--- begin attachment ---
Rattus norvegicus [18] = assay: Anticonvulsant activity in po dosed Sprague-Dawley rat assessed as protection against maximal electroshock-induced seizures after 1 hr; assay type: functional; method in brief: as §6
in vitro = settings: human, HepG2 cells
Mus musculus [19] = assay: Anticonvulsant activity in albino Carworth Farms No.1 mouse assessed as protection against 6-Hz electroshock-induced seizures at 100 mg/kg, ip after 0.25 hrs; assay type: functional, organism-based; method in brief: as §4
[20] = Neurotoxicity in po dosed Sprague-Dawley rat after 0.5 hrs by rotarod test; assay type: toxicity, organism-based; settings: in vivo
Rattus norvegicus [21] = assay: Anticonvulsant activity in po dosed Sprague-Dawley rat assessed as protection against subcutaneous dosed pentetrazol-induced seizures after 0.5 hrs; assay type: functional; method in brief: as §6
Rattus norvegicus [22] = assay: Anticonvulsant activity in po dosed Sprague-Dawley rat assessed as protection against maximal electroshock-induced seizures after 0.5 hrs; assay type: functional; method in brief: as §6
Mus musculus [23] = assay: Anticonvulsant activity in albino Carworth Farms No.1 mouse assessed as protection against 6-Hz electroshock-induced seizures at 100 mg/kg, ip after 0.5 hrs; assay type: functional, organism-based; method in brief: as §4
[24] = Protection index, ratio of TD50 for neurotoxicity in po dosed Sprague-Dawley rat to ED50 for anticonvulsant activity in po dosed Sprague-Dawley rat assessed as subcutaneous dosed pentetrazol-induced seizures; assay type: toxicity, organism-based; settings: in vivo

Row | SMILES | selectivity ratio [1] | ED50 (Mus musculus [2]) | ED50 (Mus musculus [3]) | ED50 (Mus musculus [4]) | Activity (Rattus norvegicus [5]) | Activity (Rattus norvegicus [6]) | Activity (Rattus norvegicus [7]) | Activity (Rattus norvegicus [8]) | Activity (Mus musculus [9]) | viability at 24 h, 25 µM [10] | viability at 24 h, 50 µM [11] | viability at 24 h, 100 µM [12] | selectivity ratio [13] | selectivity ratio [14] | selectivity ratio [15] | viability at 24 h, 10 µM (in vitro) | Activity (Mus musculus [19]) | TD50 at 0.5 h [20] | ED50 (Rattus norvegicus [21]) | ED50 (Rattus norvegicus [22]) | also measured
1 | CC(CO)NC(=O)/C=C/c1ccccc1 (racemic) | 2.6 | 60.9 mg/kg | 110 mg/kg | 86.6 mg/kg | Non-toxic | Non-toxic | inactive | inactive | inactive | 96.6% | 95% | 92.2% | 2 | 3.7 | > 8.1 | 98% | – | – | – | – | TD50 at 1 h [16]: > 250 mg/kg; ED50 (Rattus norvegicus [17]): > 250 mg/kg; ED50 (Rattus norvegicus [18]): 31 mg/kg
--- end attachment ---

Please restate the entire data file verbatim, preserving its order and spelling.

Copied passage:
Rattus norvegicus [18] = assay: Anticonvulsant activity in po dosed Sprague-Dawley rat assessed as protection against maximal electroshock-induced seizures after 1 hr; assay type: functional; method in brief: as §6
in vitro = settings: human, HepG2 cells
Mus musculus [19] = assay: Anticonvulsant activity in albino Carworth Farms No.1 mouse assessed as protection against 6-Hz electroshock-induced seizures at 100 mg/kg, ip after 0.25 hrs; assay type: functional, organism-based; method in brief: as §4
[20] = Neurotoxicity in po dosed Sprague-Dawley rat after 0.5 hrs by rotarod test; assay type: toxicity, organism-based; settings: in vivo
Rattus norvegicus [21] = assay: Anticonvulsant activity in po dosed Sprague-Dawley rat assessed as protection against subcutaneous dosed pentetrazol-induced seizures after 0.5 hrs; assay type: functional; method in brief: as §6
Rattus norvegicus [22] = assay: Anticonvulsant activity in po dosed Sprague-Dawley rat assessed as protection against maximal electroshock-induced seizures after 0.5 hrs; assay type: functional; method in brief: as §6
Mus musculus [23] = assay: Anticonvulsant activity in albino Carworth Farms No.1 mouse assessed as protection against 6-Hz electroshock-induced seizures at 100 mg/kg, ip after 0.5 hrs; assay type: functional, organism-based; method in brief: as §4
[24] = Protection index, ratio of TD50 for neurotoxicity in po dosed Sprague-Dawley rat to ED50 for anticonvulsant activity in po dosed Sprague-Dawley rat assessed as subcutaneous dosed pentetrazol-induced seizures; assay type: toxicity, organism-based; settings: in vivo

Row | SMILES | selectivity ratio [1] | ED50 (Mus musculus [2]) | ED50 (Mus musculus [3]) | ED50 (Mus musculus [4]) | Activity (Rattus norvegicus [5]) | Activity (Rattus norvegicus [6]) | Activity (Rattus norvegicus [7]) | Activity (Rattus norvegicus [8]) | Activity (Mus musculus [9]) | viability at 24 h, 25 µM [10] | viability at 24 h, 50 µM [11] | viability at 24 h, 100 µM [12] | selectivity ratio [13] | selectivity ratio [14] | selectivity ratio [15] | viability at 24 h, 10 µM (in vitro) | Activity (Mus musculus [19]) | TD50 at 0.5 h [20] | ED50 (Rattus norvegicus [21]) | ED50 (Rattus norvegicus [22]) | also measured
1 | CC(CO)NC(=O)/C=C/c1ccccc1 (racemic) | 2.6 | 60.9 mg/kg | 110 mg/kg | 86.6 mg/kg | Non-toxic | Non-toxic | inactive | inactive | inactive | 96.6% | 95% | 92.2% | 2 | 3.7 | > 8.1 | 98% | – | – | – | – | TD50 at 1 h [16]: > 250 mg/kg; ED50 (Rattus norvegicus [17]): > 250 mg/kg; ED50 (Rattus norvegicus [18]): 31 mg/kg